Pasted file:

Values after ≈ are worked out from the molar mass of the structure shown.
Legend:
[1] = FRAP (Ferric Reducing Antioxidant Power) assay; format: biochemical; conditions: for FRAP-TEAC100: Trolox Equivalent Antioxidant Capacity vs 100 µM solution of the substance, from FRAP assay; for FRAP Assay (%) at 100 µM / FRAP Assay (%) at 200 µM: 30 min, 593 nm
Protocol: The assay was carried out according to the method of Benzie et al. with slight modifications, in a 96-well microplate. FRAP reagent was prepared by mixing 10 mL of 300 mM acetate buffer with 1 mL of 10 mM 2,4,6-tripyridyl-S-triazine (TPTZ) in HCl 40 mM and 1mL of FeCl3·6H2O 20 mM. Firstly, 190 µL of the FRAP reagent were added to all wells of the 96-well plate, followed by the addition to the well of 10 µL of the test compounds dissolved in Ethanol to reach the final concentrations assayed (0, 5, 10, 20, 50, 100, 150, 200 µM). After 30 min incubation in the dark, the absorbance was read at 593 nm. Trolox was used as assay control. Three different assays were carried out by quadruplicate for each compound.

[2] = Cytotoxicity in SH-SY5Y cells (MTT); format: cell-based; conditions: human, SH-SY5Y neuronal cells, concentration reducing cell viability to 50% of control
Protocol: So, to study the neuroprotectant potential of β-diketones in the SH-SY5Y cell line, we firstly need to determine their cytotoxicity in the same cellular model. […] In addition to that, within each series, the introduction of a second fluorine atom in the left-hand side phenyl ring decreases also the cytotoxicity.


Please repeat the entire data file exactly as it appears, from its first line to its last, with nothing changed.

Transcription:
Values after ≈ are worked out from the molar mass of the structure shown.
Legend:
[1] = FRAP (Ferric Reducing Antioxidant Power) assay; format: biochemical; conditions: for FRAP-TEAC100: Trolox Equivalent Antioxidant Capacity vs 100 µM solution of the substance, from FRAP assay; for FRAP Assay (%) at 100 µM / FRAP Assay (%) at 200 µM: 30 min, 593 nm
Protocol: The assay was carried out according to the method of Benzie et al. with slight modifications, in a 96-well microplate. FRAP reagent was prepared by mixing 10 mL of 300 mM acetate buffer with 1 mL of 10 mM 2,4,6-tripyridyl-S-triazine (TPTZ) in HCl 40 mM and 1mL of FeCl3·6H2O 20 mM. Firstly, 190 µL of the FRAP reagent were added to all wells of the 96-well plate, followed by the addition to the well of 10 µL of the test compounds dissolved in Ethanol to reach the final concentrations assayed (0, 5, 10, 20, 50, 100, 150, 200 µM). After 30 min incubation in the dark, the absorbance was read at 593 nm. Trolox was used as assay control. Three different assays were carried out by quadruplicate for each compound.

[2] = Cytotoxicity in SH-SY5Y cells (MTT); format: cell-based; conditions: human, SH-SY5Y neuronal cells, concentration reducing cell viability to 50% of control
Protocol: So, to study the neuroprotectant potential of β-diketones in the SH-SY5Y cell line, we firstly need to determine their cytotoxicity in the same cellular model. […] In addition to that, within each series, the introduction of a second fluorine atom in the left-hand side phenyl ring decreases also the cytotoxicity.